I made my way north from Philadelphia to Boston by train on Thursday morning September 28, then caught a bus to Portsmouth, NH where I spent that night, plus Friday & Saturday nights, with my friends Heinz & Diane Sauk-Schubert, whom I’ve known since I lived in this quaint seacoast town which has changed dramatically in the thirty-one years since I’ve been living in Philadelphia. On Saturday Heinz and I refinished a beautiful oak table whose top had been severely stain-damaged years ago. Working together we stripped off the old varnish, carefully sanded through layers of stained wood, then oiled this fine piece of furniture that I was thrilled to help bring back to its golden finish. On Sunday he drove me up to Wells, ME, where friends Nancy & Gary Hegg live on a hill just off US Rounte 1, overlooking Wells Beach with the Atlantic in the distance. On Monday Nancy and I explored the coastal area by car, driving as far north as Gooch’s Beach, aka Kennebunk Beach, to walk her dog Lucy, where the most famous local dog-walker is Barbara Bush. We followed this by driving inland, stopping and taking walks in two different sets of Wells woods; first in search of edible mushrooms in a spot familiar to Nancy (none there) plus a pleasurable walk in a more manicured park-like setting maintained by the town near Cole’s Hill Road, a indicator that my family had moved up the coast over generations. I was reminded of how silent it can be in certain natural places, except for the sounds of birdsong and the wind through the trees, unlike living surrounded by the white noise of the city. The weather was perfect; the companionship of a long-term friend was comforting. On Tuesday we sought out one of my favorite coastal spots: a tree-lined allées leading to one of my favorite sands – Parsons Beach off Route 9, just north of the Rachel Carson Wildlife Sanctuary in Wells, and south of Kennebunkport, where I took lots of photos. After lunch in Wells Harbor, where I had never ventured before, and where I got to enjoy my first lobster roll of the season, then Nancy drove me north to Dayton and ‘home’.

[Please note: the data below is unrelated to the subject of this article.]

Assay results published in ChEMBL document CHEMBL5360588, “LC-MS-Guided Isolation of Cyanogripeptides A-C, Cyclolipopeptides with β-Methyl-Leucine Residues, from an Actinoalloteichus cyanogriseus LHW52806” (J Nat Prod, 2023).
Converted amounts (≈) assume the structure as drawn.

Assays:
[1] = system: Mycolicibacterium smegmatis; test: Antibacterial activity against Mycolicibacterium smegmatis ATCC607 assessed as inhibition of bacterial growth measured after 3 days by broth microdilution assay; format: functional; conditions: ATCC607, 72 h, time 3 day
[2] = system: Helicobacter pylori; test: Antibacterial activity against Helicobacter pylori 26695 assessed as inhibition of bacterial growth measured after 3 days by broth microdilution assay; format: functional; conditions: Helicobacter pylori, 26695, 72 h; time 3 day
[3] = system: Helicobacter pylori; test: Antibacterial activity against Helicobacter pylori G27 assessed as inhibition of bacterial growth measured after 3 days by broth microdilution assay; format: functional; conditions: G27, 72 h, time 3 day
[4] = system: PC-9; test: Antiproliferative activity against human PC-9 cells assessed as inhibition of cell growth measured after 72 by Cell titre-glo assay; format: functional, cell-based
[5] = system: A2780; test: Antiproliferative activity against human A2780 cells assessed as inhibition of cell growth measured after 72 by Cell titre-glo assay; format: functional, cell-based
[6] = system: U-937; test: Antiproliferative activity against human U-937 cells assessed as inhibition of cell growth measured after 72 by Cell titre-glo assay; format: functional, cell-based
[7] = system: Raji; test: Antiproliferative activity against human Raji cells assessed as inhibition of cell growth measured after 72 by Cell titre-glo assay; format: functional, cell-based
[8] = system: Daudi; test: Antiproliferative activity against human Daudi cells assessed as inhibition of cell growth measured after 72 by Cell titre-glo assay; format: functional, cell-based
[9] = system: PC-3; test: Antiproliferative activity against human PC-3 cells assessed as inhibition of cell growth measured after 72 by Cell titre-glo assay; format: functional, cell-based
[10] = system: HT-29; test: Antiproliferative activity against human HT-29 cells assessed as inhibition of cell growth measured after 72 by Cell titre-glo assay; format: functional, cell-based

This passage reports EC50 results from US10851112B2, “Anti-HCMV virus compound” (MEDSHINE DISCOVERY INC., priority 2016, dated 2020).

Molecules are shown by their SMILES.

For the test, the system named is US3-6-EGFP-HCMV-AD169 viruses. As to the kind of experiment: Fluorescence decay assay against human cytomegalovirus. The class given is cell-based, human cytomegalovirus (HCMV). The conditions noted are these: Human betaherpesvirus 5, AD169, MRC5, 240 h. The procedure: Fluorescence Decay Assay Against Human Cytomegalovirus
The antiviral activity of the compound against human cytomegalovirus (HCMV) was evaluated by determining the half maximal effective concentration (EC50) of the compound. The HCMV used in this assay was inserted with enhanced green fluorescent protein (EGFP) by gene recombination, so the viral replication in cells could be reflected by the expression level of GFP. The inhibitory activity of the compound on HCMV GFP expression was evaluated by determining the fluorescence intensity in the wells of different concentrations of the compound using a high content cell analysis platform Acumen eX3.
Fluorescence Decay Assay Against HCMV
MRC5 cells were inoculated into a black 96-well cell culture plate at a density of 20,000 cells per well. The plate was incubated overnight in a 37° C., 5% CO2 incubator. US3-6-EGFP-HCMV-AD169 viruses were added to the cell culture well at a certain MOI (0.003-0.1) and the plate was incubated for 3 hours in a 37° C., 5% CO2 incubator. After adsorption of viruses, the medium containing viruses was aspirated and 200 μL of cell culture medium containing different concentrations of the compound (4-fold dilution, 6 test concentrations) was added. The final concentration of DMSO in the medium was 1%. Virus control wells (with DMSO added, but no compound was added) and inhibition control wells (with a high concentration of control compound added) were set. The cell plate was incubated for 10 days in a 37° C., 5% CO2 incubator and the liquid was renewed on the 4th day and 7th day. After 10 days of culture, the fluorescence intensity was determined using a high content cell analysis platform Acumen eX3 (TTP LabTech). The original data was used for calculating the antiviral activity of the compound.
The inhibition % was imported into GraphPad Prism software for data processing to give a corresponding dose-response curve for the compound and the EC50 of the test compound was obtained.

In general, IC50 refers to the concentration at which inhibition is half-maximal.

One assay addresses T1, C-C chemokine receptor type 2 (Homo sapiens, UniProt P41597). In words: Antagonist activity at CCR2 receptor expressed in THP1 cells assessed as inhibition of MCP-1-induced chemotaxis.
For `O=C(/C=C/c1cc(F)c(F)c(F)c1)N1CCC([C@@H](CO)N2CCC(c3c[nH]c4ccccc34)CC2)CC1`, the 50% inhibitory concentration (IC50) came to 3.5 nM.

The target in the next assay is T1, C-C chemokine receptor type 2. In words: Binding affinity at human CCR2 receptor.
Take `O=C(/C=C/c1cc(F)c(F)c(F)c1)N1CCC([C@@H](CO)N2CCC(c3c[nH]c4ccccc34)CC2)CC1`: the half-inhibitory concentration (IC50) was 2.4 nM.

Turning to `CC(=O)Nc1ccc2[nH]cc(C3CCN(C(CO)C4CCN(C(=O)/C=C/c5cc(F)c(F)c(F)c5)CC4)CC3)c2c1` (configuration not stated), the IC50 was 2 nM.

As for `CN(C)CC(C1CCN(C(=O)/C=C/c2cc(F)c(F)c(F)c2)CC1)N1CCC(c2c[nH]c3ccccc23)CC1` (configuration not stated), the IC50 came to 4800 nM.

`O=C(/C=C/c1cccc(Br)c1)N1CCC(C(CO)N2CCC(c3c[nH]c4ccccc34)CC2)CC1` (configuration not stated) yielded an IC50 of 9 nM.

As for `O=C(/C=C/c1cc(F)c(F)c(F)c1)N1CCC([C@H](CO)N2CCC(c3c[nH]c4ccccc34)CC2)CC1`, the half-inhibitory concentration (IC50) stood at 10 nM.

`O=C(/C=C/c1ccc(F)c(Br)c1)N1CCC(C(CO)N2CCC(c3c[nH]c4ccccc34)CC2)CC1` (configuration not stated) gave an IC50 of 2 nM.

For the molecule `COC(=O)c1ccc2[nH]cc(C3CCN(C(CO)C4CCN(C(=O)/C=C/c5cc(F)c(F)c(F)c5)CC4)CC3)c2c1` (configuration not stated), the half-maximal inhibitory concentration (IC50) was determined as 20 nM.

“Charon” aka “Waiting” – before & after – acrylics on found antique-walnut cabinet-door 25.5″ x 11″; artwork measures 18″ x 6.25″.